1) I have done tutoring and chosen to travel by bike (in summer) and public transit (in winter, when my city salts the roads). I had no trouble carrying the supplies I needed. Given that you can fit at least ten kilos and a hundred litres of cargo in the panniers of most bicycles, I suspect most tutors can carry what they need on a bike, bus, or combination of the two. For those in exceptional circumstances, allow me to point out that getting the majority who do not need to drive onto bicycles or into busses would free up road space and gas for the minority who really need cars.

2) Rob, you can talk about the "inherent dangers" of cycling until the cows come home; the actual traffic (and other) fatality statistics contradict you. The very low number of cycling deaths, less than 2% of the road death total, simply doesn't bear out your claim that cycling poses any significant danger above driving or walking (according to statistics from the US government, about eight times as many pedestrians as cyclists die on the roads).

We know that inactivity and diet accounts for at least a quarter of all premature deaths. Your own numbers show that, when done with proper safety gear, cycling offers one of the safest forms of physical activity. The hard numbers, the health and safety statistics, strongly support the conclusion that Mr. Birnbach has acted in his son's best interests by teaching him to ride a bicycle safely.

You can, of course, continue to insist that despite the statistics, cycling presents "inherent dangers". Without the facts to back you up, however, you will not make a persuasive case.

At 12:10 PM, Blogger murphstahoe said...

who died and made you nanny?

The city encourages and supports all sorts of irresponsible behavior. You'd save a lot more lives crusading for San Francisco to enable prohibition. Drinking leads to alcoholism, liver disease, pancreatic cancer. Drinking is a de facto component of Drinking and Driving - which makes drinking a component of danger not only to the individual but also those around him. Bars and Liquor stores use up valuable real estate that could be put to other uses.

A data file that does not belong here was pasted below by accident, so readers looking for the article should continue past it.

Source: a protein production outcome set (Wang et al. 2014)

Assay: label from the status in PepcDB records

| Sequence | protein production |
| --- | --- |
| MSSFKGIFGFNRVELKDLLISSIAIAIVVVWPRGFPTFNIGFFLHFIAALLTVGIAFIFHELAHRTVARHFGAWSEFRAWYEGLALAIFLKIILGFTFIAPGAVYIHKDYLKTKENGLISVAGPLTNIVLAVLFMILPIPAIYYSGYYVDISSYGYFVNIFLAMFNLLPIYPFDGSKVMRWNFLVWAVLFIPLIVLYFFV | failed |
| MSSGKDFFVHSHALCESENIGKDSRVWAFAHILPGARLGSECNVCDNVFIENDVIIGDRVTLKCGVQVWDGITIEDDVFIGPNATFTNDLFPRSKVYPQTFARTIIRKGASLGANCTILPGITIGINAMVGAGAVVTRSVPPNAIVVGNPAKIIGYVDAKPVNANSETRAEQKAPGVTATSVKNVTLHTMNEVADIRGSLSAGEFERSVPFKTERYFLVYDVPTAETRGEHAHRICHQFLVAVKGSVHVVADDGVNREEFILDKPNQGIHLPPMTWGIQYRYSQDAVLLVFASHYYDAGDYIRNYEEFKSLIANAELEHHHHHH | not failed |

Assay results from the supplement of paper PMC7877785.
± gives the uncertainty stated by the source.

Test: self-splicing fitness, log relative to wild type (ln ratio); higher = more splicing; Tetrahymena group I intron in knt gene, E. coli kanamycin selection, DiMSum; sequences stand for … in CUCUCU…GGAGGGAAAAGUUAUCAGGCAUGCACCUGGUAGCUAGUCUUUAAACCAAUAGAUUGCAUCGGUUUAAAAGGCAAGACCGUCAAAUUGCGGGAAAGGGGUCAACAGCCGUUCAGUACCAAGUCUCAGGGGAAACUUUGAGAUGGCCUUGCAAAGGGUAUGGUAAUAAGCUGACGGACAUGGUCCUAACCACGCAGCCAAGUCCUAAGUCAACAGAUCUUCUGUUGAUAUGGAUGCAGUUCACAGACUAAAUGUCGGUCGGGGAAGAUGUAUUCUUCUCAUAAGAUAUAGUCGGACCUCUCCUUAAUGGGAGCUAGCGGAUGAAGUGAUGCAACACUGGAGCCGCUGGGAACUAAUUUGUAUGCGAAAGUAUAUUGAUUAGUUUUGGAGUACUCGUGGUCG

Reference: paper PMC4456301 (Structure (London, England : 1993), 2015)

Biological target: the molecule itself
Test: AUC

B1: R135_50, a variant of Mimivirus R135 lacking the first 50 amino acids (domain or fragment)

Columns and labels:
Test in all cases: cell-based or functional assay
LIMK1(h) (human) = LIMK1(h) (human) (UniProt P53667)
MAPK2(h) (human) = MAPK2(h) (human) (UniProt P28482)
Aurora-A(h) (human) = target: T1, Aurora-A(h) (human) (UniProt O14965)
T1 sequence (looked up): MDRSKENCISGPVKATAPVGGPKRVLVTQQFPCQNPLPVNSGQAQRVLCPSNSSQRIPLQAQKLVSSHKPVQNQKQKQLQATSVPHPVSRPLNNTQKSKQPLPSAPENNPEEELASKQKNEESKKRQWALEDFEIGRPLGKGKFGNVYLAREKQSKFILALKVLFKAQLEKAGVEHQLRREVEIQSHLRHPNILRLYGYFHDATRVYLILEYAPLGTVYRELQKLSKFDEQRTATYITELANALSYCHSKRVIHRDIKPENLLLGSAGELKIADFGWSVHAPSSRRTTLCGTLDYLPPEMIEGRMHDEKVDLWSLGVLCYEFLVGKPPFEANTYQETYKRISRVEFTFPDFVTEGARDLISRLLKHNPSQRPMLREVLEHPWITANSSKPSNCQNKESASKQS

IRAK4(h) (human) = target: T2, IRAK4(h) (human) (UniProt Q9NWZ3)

But "we the people" have decided that humans can make their own choices regarding personal risk, and we will enforce against behavior that puts others at risk. The political clout of the "Bike People" did not come because they won the "political clout lottery". It's because the improvments for cycling has the support of the populace, otherwise we'd be throwing the bums out.

Think I'm wrong? Run for supervisor. Oh wait, you did that. Try running and WINNING.

At 2:07 PM, Blogger Rob Anderson said...

John: You talk about fatalities, when it's injury that's the most common risk to cyclists. I'm sure Marcia appreciates your little pep talk about how much can be carried on a bike. I suspect, however, that not many Americans want to live like a fucking Third World peasant by piling a lot of shit on a bicycle just to do errands that can be done much easier and quicker in a car. Again, this is the United States of American, not some fly-blown, chickenshit Third World country where people have to do all kinds of tasks as if they lived in the 19th Century. The only reason you do that is because you are a crackpot bike guy.

Murph's comment is stupid in a different way. Does the city encourage drinking and driving? Of course not. Children are particularly vulnerable to the influence of their teachers/elders, which makes the city's encouraging them to ride bikes to school particularly irresponsible. And then there's that foundation of tort law, negligence. As soon as the first kid going to school on a bike gets run down by a car/truck/Muni bus, there will be litigation that the city will lose, since they negligently encouraged that unsafe behavior in the first place.

The political support of cyclists is uncertain in SF. Yes, the SFBC likes to cite a telephone poll of 400 people by David Binder that says there's all kinds of support for cycling. On the other hand, the SFBC has lost on a number of ballot measures in recent years: the underground garage in Golden Gate Park; the Healthy Saturdays bullshit; and the hike in parking fees that was rejected by more than 2-1 a few years ago. One reason the overall political support for cyclists is questionable is because many of them behave like buttholes on city streets---running through stop signs, intimidating pedestrians in crosswalks, riding on sidewalks, etc. And then there's Critical Mass, the monthly PR debacle for the bike people, wherein they actually seem to think they are oh so cute as they disrupt traffic on the last Friday of every month.